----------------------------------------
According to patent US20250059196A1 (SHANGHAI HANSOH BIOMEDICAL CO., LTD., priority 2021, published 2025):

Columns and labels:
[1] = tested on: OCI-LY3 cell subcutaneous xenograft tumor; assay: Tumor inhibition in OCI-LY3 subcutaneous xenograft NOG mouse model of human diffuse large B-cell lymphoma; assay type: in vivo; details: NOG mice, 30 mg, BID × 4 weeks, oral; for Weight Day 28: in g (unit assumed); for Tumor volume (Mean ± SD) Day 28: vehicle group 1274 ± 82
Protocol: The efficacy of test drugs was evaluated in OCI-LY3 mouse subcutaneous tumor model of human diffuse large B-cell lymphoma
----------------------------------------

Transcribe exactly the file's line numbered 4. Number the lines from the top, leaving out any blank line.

Protocol: The efficacy of test drugs was evaluated in OCI-LY3 mouse subcutaneous tumor model of human diffuse large B-cell lymphoma